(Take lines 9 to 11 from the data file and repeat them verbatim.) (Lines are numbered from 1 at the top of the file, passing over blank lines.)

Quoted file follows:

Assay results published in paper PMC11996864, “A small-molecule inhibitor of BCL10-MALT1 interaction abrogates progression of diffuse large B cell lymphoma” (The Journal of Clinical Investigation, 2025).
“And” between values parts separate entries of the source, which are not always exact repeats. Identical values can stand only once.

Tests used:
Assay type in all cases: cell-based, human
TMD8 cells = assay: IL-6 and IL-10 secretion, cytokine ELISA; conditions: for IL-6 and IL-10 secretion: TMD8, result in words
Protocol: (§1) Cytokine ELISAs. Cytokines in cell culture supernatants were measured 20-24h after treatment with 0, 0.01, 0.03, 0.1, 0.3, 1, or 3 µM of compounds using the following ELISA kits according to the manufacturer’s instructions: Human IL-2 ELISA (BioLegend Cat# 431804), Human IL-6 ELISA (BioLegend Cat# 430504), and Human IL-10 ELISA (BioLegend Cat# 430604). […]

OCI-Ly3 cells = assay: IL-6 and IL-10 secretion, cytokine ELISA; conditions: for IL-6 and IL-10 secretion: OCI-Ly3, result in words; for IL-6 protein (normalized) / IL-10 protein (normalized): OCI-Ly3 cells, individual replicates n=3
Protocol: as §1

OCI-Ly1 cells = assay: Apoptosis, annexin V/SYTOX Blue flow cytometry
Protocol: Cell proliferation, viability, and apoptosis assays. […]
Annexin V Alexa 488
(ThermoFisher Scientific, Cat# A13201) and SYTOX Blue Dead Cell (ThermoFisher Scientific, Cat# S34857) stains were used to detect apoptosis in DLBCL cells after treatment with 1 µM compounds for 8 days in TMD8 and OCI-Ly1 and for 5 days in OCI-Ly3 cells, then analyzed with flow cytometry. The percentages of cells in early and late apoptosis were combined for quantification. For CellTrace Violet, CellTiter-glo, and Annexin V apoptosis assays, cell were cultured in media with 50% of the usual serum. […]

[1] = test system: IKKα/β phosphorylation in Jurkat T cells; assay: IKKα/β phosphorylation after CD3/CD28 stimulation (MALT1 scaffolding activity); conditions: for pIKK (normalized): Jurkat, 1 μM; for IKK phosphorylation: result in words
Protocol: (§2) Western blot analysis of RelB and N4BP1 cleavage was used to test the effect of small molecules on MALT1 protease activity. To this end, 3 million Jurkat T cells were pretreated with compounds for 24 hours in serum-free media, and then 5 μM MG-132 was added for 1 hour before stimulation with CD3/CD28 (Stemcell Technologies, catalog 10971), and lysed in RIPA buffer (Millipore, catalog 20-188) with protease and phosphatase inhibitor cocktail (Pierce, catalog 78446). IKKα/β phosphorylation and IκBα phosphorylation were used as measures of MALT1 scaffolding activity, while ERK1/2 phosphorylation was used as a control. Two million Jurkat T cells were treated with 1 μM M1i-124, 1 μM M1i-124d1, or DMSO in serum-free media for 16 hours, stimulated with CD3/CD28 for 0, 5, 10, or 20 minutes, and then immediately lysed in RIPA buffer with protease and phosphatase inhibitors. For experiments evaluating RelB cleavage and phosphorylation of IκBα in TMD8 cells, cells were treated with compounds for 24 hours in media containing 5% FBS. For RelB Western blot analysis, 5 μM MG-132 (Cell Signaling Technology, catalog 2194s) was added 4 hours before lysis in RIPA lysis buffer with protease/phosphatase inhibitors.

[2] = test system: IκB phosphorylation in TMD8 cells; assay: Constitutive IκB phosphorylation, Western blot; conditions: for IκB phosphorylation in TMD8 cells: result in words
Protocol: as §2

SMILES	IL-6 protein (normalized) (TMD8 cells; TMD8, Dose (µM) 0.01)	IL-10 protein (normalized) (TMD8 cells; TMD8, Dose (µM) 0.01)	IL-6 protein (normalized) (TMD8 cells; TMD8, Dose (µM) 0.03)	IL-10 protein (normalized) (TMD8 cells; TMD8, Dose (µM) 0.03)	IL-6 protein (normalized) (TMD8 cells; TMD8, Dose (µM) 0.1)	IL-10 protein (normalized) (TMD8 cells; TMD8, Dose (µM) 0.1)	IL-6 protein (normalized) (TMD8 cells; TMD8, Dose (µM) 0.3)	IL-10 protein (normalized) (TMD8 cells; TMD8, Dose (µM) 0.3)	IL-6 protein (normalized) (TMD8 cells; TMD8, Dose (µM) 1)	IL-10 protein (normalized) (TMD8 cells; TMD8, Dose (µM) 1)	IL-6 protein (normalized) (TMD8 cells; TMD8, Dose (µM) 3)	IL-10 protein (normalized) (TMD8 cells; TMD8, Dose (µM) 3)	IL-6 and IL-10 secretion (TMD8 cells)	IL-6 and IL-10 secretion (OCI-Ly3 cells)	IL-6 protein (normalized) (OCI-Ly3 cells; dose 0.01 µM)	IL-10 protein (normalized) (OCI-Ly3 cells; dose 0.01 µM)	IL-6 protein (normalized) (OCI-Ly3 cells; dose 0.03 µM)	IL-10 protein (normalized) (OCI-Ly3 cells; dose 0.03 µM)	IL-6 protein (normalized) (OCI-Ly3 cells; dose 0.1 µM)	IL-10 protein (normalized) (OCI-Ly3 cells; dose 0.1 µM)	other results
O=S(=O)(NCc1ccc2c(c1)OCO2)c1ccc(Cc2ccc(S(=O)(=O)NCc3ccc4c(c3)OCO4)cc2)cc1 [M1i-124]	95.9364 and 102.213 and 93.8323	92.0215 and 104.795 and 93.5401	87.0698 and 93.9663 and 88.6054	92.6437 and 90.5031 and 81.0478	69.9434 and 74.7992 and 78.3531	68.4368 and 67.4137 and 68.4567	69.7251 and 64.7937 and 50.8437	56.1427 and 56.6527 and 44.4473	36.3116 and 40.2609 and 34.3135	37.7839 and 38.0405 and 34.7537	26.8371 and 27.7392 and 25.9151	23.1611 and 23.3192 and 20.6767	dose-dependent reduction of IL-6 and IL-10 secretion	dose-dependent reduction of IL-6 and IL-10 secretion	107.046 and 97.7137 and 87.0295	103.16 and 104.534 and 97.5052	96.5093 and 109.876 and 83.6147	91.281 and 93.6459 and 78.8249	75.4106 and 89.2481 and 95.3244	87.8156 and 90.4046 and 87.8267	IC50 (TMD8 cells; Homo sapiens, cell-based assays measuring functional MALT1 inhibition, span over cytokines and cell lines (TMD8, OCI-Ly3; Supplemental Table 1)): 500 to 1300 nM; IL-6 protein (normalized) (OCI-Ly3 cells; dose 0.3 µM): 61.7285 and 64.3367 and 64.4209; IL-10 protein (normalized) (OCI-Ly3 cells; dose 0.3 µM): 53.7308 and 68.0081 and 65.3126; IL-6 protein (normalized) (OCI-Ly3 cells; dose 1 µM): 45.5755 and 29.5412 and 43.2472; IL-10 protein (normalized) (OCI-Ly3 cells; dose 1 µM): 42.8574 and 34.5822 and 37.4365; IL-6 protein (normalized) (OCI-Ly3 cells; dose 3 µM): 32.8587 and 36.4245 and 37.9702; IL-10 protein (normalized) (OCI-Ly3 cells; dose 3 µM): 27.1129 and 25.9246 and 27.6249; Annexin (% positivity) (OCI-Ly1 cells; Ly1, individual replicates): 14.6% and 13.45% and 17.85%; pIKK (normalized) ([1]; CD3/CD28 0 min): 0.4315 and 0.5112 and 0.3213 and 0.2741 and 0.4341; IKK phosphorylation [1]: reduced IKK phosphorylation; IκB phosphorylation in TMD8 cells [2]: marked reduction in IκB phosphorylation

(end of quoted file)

OCI-Ly1 cells = assay: Apoptosis, annexin V/SYTOX Blue flow cytometry
Protocol: Cell proliferation, viability, and apoptosis assays. […]
Annexin V Alexa 488